The Rules Of Chess How To Play Chess

For a beginner, the structured complexity of chess can make learning even basic chess rules a bit overwhelming and frustrating. As with any intricate game or information, breaking down the rules of play and teaching beginners basic strategies is the best way to help new players digest information and retain it for skillful play.

In general, the best approach to start teaching chess is to strip the game down to its barest components, starting with how to set up the chessboard and arrange chess pieces.

How to Set Up the Chessboard

Properly setting up the chessboard is a fundamental part of the game. To begin, the board has to be situated so that a white square is at each player’s right hand corner (and a black square is on the left-hand corner). You can easily remember this rule with the rhyming phrase, “White on right.”

Some chessboards come with numbers and letters printed on them. This alpha-numeric grid system is helpful when describing moves (such as “Pawn to A4”), making chess notations or recording the moves of an entire game. Beginners need not worry too much about chess notation.

Setting Up the Chess Pieces

Once the board is properly situated, you are ready to put the pieces in their proper starting positions. Because chess is a two-player game, one player will get all of the white pieces, and the other will play with all of the black pieces. Since the player using the white pieces always moves first, playing with white is considered an advantage, which is usually given to beginners or the winner of the last chess game.

Consult the table below for the basic abilities and starting positions of each chess piece (listed in order of value):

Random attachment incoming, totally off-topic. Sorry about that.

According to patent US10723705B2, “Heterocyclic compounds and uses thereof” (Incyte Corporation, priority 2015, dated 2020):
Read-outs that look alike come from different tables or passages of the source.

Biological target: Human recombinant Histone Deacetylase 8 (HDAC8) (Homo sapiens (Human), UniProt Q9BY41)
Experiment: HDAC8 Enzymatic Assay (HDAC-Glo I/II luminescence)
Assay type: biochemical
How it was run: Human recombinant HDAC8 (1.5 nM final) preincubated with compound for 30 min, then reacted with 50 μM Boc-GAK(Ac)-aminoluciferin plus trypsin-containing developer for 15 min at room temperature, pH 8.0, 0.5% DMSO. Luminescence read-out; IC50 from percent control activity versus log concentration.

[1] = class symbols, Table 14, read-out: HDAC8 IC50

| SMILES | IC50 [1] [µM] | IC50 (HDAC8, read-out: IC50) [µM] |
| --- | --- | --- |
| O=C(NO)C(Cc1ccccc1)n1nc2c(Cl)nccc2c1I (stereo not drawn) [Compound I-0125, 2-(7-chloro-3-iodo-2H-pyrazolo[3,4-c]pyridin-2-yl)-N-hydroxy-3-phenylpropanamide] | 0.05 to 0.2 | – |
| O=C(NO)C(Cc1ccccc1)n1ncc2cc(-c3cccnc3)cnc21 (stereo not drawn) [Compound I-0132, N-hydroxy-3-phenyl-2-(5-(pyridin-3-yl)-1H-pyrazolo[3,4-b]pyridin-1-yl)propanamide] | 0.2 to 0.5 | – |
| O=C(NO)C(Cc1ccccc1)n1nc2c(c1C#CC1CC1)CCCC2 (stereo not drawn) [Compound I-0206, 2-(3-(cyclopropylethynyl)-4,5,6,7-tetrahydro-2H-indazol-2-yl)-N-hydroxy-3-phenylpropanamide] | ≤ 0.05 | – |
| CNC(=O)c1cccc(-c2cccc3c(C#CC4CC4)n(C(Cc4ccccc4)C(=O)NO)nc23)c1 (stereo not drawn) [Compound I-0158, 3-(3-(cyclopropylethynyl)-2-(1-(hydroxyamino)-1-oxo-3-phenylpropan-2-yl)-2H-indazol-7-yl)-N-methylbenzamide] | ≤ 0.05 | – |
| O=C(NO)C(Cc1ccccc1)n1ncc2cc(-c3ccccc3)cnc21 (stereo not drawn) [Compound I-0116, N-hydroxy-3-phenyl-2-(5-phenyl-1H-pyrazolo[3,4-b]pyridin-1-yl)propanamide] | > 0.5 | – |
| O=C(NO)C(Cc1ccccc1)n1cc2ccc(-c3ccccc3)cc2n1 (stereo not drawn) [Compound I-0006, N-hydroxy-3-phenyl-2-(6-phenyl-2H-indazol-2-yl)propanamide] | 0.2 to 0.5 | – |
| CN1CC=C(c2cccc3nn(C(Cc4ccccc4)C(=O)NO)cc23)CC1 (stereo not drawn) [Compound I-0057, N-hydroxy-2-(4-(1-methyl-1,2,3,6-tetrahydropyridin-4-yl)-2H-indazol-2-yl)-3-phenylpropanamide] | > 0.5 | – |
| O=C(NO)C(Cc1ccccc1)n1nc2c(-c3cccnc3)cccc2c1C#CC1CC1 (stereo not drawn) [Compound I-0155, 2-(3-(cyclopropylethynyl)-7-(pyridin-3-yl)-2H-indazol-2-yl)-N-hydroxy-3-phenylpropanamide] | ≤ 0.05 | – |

Type of Chess Piece BasicMoves # Each Player Starts With Starting Position
Pawns As the lowest valued chess piece, pawns can only move forward one square at a time, unless they are capturing a piece in which case they move diagonally one square. On their first move, pawns may move forward two squares if the player wishes. 8 All eight pawns line the second row (or “rank”), directly in front of all the other pieces.
Knights Represented by a horse’s head, a knight can move in an “L” shape in any direction (two squares horizontally or vertically and then one square perpendicular to the initial move). 2 Knights go on the back rank, behind pawns, two squares in from the edge of the board. Knights stand between rooks and bishops.
Bishops Bishops can move diagonally any number of squares without jumping over other pieces. 2 Each bishop starts three squares in from the edge on the back rank. While both bishops will have a knight on one side, the king or queen stands on the other side of the bishop, depending on the side of the board.
Rooks Rooks, valued highly in endgames, can move horizontally or vertically any number of squares without jumping over other pieces. 2 Rooks start on the corner squares in the back rank behind the pawns.
Queen Considered to be one of the most powerful pieces, the queen can move vertically, horizontally or diagonally any number of squares without jumping over pieces. Basically, the queen can move like all other pieces on the board except for the knight. 1 The queen will be on either one of the two middle columns of the chessboard in the back rank. The queen starts on the same color square as the piece (i.e. White queens start on white squares, and black queens start on black squares).